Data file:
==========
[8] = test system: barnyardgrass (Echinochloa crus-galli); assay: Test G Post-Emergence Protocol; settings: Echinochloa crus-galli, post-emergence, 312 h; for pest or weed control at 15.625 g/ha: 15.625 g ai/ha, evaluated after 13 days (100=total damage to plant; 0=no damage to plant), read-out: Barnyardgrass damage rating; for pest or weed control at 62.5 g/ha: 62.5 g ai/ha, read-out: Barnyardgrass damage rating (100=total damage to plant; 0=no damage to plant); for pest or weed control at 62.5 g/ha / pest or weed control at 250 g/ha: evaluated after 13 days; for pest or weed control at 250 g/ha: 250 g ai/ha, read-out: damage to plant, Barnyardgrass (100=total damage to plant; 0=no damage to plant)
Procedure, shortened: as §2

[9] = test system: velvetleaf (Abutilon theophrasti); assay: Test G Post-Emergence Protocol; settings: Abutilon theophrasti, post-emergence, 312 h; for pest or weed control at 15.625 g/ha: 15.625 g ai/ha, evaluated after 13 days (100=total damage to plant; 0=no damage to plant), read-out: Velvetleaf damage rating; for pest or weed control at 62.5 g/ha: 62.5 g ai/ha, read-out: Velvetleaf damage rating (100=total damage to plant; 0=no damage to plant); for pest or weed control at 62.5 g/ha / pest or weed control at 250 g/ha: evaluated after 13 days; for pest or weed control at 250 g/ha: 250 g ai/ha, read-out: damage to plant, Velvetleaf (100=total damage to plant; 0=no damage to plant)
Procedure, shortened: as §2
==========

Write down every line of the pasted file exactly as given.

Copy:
[8] = test system: barnyardgrass (Echinochloa crus-galli); assay: Test G Post-Emergence Protocol; settings: Echinochloa crus-galli, post-emergence, 312 h; for pest or weed control at 15.625 g/ha: 15.625 g ai/ha, evaluated after 13 days (100=total damage to plant; 0=no damage to plant), read-out: Barnyardgrass damage rating; for pest or weed control at 62.5 g/ha: 62.5 g ai/ha, read-out: Barnyardgrass damage rating (100=total damage to plant; 0=no damage to plant); for pest or weed control at 62.5 g/ha / pest or weed control at 250 g/ha: evaluated after 13 days; for pest or weed control at 250 g/ha: 250 g ai/ha, read-out: damage to plant, Barnyardgrass (100=total damage to plant; 0=no damage to plant)
Procedure, shortened: as §2

[9] = test system: velvetleaf (Abutilon theophrasti); assay: Test G Post-Emergence Protocol; settings: Abutilon theophrasti, post-emergence, 312 h; for pest or weed control at 15.625 g/ha: 15.625 g ai/ha, evaluated after 13 days (100=total damage to plant; 0=no damage to plant), read-out: Velvetleaf damage rating; for pest or weed control at 62.5 g/ha: 62.5 g ai/ha, read-out: Velvetleaf damage rating (100=total damage to plant; 0=no damage to plant); for pest or weed control at 62.5 g/ha / pest or weed control at 250 g/ha: evaluated after 13 days; for pest or weed control at 250 g/ha: 250 g ai/ha, read-out: damage to plant, Velvetleaf (100=total damage to plant; 0=no damage to plant)
Procedure, shortened: as §2